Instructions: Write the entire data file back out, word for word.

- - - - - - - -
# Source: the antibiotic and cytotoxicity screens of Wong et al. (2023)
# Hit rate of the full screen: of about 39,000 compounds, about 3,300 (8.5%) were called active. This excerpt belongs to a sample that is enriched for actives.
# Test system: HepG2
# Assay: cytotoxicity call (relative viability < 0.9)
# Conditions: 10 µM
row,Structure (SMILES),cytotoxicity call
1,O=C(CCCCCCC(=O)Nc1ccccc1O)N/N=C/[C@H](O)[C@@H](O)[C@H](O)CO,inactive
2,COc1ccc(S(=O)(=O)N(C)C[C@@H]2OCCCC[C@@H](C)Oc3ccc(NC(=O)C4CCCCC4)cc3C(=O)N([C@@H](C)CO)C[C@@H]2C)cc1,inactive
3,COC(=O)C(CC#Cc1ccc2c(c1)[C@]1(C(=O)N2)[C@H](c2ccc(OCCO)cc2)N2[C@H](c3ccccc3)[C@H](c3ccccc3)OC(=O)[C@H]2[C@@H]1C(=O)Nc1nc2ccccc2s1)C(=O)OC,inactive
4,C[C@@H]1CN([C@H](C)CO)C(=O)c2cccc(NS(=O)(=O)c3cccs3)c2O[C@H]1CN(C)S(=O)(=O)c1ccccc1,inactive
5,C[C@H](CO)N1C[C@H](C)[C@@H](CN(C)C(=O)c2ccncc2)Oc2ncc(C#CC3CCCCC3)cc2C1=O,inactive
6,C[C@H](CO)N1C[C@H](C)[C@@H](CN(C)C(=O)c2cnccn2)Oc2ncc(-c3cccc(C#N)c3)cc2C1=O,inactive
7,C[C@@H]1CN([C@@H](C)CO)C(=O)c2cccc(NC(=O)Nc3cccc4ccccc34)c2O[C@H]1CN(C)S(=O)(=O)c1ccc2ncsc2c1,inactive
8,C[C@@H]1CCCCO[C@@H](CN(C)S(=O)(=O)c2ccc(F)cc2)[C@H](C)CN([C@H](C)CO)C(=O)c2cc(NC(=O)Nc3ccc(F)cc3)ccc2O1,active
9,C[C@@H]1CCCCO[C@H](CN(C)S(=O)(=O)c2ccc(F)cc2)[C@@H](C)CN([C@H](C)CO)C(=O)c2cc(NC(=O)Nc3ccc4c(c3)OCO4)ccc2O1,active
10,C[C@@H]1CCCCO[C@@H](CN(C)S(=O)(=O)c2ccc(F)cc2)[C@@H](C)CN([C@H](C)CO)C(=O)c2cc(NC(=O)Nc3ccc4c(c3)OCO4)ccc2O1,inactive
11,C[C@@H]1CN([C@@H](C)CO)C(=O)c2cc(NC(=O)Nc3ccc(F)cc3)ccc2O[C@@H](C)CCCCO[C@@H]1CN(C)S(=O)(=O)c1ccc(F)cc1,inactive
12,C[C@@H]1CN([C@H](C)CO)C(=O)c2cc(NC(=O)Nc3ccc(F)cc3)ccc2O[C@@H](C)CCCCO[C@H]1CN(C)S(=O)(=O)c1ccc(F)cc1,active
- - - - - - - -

# Source: the antibiotic and cytotoxicity screens of Wong et al. (2023)
# Hit rate of the full screen: of about 39,000 compounds, about 3,300 (8.5%) were called active. This excerpt belongs to a sample that is enriched for actives.
# Test system: HepG2
# Assay: cytotoxicity call (relative viability < 0.9)
# Conditions: 10 µM
row,Structure (SMILES),cytotoxicity call
1,O=C(CCCCCCC(=O)Nc1ccccc1O)N/N=C/[C@H](O)[C@@H](O)[C@H](O)CO,inactive
2,COc1ccc(S(=O)(=O)N(C)C[C@@H]2OCCCC[C@@H](C)Oc3ccc(NC(=O)C4CCCCC4)cc3C(=O)N([C@@H](C)CO)C[C@@H]2C)cc1,inactive
3,COC(=O)C(CC#Cc1ccc2c(c1)[C@]1(C(=O)N2)[C@H](c2ccc(OCCO)cc2)N2[C@H](c3ccccc3)[C@H](c3ccccc3)OC(=O)[C@H]2[C@@H]1C(=O)Nc1nc2ccccc2s1)C(=O)OC,inactive
4,C[C@@H]1CN([C@H](C)CO)C(=O)c2cccc(NS(=O)(=O)c3cccs3)c2O[C@H]1CN(C)S(=O)(=O)c1ccccc1,inactive
5,C[C@H](CO)N1C[C@H](C)[C@@H](CN(C)C(=O)c2ccncc2)Oc2ncc(C#CC3CCCCC3)cc2C1=O,inactive
6,C[C@H](CO)N1C[C@H](C)[C@@H](CN(C)C(=O)c2cnccn2)Oc2ncc(-c3cccc(C#N)c3)cc2C1=O,inactive
7,C[C@@H]1CN([C@@H](C)CO)C(=O)c2cccc(NC(=O)Nc3cccc4ccccc34)c2O[C@H]1CN(C)S(=O)(=O)c1ccc2ncsc2c1,inactive
8,C[C@@H]1CCCCO[C@@H](CN(C)S(=O)(=O)c2ccc(F)cc2)[C@H](C)CN([C@H](C)CO)C(=O)c2cc(NC(=O)Nc3ccc(F)cc3)ccc2O1,active
9,C[C@@H]1CCCCO[C@H](CN(C)S(=O)(=O)c2ccc(F)cc2)[C@@H](C)CN([C@H](C)CO)C(=O)c2cc(NC(=O)Nc3ccc4c(c3)OCO4)ccc2O1,active
10,C[C@@H]1CCCCO[C@@H](CN(C)S(=O)(=O)c2ccc(F)cc2)[C@@H](C)CN([C@H](C)CO)C(=O)c2cc(NC(=O)Nc3ccc4c(c3)OCO4)ccc2O1,inactive
11,C[C@@H]1CN([C@@H](C)CO)C(=O)c2cc(NC(=O)Nc3ccc(F)cc3)ccc2O[C@@H](C)CCCCO[C@@H]1CN(C)S(=O)(=O)c1ccc(F)cc1,inactive
12,C[C@@H]1CN([C@H](C)CO)C(=O)c2cc(NC(=O)Nc3ccc(F)cc3)ccc2O[C@@H](C)CCCCO[C@H]1CN(C)S(=O)(=O)c1ccc(F)cc1,active